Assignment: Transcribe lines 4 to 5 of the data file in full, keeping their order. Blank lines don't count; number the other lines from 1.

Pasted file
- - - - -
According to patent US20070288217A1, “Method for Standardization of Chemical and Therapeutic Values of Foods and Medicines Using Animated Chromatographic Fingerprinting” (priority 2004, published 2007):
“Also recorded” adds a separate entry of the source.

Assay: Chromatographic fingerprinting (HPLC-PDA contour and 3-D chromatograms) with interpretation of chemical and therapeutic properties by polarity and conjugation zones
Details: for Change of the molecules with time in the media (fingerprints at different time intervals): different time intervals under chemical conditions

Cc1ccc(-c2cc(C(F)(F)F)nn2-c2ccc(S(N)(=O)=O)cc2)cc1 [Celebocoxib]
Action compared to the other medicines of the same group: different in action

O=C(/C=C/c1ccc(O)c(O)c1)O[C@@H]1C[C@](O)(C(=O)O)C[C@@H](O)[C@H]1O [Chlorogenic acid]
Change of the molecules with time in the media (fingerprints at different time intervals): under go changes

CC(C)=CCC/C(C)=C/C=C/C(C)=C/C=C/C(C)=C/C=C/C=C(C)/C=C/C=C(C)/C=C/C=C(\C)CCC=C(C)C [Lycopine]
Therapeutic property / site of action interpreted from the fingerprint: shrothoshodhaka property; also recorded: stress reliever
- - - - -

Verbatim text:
Details: for Change of the molecules with time in the media (fingerprints at different time intervals): different time intervals under chemical conditions

Cc1ccc(-c2cc(C(F)(F)F)nn2-c2ccc(S(N)(=O)=O)cc2)cc1 [Celebocoxib]